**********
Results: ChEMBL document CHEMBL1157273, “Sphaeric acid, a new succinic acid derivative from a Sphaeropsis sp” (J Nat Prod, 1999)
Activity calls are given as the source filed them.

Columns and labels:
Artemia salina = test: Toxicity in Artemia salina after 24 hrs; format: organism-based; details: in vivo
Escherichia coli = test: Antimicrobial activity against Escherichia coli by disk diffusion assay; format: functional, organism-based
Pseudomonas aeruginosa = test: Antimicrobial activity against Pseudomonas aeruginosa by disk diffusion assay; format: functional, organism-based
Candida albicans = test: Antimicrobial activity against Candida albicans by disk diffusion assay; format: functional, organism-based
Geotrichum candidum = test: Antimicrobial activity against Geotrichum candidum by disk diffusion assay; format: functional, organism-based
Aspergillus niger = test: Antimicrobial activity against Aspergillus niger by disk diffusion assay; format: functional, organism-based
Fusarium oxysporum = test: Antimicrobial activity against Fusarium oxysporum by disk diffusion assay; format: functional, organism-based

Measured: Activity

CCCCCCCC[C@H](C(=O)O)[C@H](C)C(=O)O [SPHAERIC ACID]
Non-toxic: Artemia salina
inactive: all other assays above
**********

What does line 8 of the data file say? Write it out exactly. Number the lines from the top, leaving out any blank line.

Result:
Geotrichum candidum = test: Antimicrobial activity against Geotrichum candidum by disk diffusion assay; format: functional, organism-based